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Sunday, 20 March 2011

Rock hard! The old ultra-violence

The mini-storm over Ben Weasel punching two audience members at a SXSW gig on Friday calls it all to mind. Violence! Danger! Mayhem! Hey, rock and roll!

Rock ‘n’ roll’s unholy alliance with violence is part of its supposed appeal, isn’t it? It makes it “edgy”.

Gawd. I'm agin it. Totally agin it. Call me uncool (many have), but I find the “glamorisation” of music through violence - real or stylised - utterly repellent.

On the one hand there’s no doubt about it, lots of musicians are – or can be – nasty types. @HunxandhisPunx reckons that Weasel is a “piece of shit”, and I'm not going to disagree (the only thing I'd add is that when people in the crowd at gigs throw things at the band they're also acting violently, essentially commiting an assault).

But back to the tough guys of rock. Notoriously there was Sid Vicious living down to his (future) name when he attacked the journalist Nick Kent with a bicycle chain (not the only item relating to violence on his rap sheet). When I saw the Filthy Lucre-era Sex Pistols in 1996 John Lyden goaded the audience to “burn down” the Guardian’s media office. Nice. (Two instances of anti-journalism there from a band whose success came partly through clever spin and media manipulation).

Meanwhile, Ike Turner was a wife-beater. Ditto James Brown. The gun-crazed Phil Spector is a full-on convicted murderer. Leadbelly was in and out of state penitentiaries for a range of offences, including murder. I could go on.

But what you gonna do about it? I'm not expecting musicians to be nice people and, as a matter of fact, I'm not actually going to stop listening to (say) hip hop that apparently condones - even promotes - violence. (Well I might in some cases, but if I'm uneasy with certain sexist or violence-heavy stuff, I'm also not keen to completely drop it either: you'd have to ditch about a quarter of the blues repetoire if you approached music on "pure" political grounds).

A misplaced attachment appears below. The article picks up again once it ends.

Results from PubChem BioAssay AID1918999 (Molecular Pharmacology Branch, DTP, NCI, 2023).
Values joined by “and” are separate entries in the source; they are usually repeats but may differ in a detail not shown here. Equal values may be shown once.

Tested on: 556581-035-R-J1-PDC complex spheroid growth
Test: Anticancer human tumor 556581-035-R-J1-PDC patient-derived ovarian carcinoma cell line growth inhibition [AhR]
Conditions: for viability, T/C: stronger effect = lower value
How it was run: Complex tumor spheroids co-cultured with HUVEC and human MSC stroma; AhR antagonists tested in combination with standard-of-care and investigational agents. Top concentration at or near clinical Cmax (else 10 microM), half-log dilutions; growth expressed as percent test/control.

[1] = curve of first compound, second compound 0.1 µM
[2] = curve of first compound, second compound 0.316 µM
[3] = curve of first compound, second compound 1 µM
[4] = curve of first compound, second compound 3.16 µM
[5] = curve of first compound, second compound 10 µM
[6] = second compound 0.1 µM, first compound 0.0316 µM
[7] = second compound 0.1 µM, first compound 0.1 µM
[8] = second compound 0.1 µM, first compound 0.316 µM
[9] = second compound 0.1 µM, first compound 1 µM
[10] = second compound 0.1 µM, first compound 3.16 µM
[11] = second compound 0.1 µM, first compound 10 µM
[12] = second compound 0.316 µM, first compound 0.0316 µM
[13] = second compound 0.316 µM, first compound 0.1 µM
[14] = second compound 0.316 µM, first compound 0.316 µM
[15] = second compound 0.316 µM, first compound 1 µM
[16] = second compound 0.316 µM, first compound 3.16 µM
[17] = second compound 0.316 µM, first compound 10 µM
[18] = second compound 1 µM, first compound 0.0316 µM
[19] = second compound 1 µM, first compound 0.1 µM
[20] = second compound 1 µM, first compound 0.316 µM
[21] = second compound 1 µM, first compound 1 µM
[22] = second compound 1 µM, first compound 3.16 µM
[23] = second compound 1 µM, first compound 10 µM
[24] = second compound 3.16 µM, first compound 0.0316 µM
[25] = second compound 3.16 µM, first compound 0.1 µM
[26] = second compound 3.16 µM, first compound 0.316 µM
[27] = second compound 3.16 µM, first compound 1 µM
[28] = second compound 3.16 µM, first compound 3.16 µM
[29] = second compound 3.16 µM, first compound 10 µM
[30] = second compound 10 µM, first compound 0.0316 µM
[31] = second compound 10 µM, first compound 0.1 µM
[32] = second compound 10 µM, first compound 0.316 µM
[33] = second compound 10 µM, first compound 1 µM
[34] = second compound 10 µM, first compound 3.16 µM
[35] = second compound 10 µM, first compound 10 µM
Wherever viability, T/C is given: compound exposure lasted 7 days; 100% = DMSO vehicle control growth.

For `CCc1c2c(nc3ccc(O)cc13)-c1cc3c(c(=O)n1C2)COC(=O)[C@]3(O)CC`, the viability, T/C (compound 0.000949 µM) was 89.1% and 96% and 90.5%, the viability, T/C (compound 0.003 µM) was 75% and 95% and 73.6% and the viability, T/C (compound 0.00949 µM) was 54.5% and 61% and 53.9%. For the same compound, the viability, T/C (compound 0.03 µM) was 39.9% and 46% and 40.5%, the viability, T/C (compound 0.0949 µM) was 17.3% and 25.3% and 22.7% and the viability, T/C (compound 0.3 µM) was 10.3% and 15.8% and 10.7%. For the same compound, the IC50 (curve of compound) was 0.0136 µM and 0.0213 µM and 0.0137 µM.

Then again if you've got this sort of stuff happening at close quarters - ie at a gig - I think it's somehow worse. Bands that use derogatory language from the stage are very easy to dislike, hard to forgive and harder still to stay and watch. I've heard singers talk mockingly about "chavs" and, in the form of an ignorant, impatient aside, I recall one solo artist slagging off all Italians (no Italian tour for him then).

But violence is the non plus ultra, and it's especially galling when bands turn a blind eye to moshpit-type violence or even incite a bit of it themselves.

On the other hand it's great when the group go the other way (breaking with rock cool for a moment). For example I was always pleased to see that (the excellent) Billy Childish would halt proceedings at his gigs to demand that the usual three or four (male) meatheads stop crashing into unwilling audience members.

At around the time I was going to see a lot of Buff Medways gigs I was also checking out the psych-goth group Neil's Children. In their early incarnation they would sometimes appear on stage wearing the droog make-up from Clockwork Orange. Behind the fierce music they were a gentle bunch though. Absolutely none of Ben Weasel's ultra-violence....

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